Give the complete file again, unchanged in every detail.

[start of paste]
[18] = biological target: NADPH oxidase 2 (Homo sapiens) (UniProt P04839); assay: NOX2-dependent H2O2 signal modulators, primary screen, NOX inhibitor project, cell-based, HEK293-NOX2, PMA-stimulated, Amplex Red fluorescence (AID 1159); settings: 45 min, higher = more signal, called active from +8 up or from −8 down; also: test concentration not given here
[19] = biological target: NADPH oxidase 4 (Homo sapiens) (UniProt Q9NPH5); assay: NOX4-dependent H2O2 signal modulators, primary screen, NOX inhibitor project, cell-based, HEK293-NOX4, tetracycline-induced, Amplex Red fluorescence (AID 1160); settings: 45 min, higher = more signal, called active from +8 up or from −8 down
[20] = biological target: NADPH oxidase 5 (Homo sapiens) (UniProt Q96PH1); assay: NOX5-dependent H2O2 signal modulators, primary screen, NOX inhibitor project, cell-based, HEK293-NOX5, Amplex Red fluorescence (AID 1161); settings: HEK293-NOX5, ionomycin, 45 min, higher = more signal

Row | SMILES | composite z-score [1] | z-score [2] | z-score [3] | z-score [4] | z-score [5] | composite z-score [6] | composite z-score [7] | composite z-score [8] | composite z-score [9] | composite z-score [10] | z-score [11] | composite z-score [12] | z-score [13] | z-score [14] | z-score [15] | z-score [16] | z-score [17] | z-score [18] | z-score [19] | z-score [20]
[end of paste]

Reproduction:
[18] = biological target: NADPH oxidase 2 (Homo sapiens) (UniProt P04839); assay: NOX2-dependent H2O2 signal modulators, primary screen, NOX inhibitor project, cell-based, HEK293-NOX2, PMA-stimulated, Amplex Red fluorescence (AID 1159); settings: 45 min, higher = more signal, called active from +8 up or from −8 down; also: test concentration not given here
[19] = biological target: NADPH oxidase 4 (Homo sapiens) (UniProt Q9NPH5); assay: NOX4-dependent H2O2 signal modulators, primary screen, NOX inhibitor project, cell-based, HEK293-NOX4, tetracycline-induced, Amplex Red fluorescence (AID 1160); settings: 45 min, higher = more signal, called active from +8 up or from −8 down
[20] = biological target: NADPH oxidase 5 (Homo sapiens) (UniProt Q96PH1); assay: NOX5-dependent H2O2 signal modulators, primary screen, NOX inhibitor project, cell-based, HEK293-NOX5, Amplex Red fluorescence (AID 1161); settings: HEK293-NOX5, ionomycin, 45 min, higher = more signal

Row | SMILES | composite z-score [1] | z-score [2] | z-score [3] | z-score [4] | z-score [5] | composite z-score [6] | composite z-score [7] | composite z-score [8] | composite z-score [9] | composite z-score [10] | z-score [11] | composite z-score [12] | z-score [13] | z-score [14] | z-score [15] | z-score [16] | z-score [17] | z-score [18] | z-score [19] | z-score [20]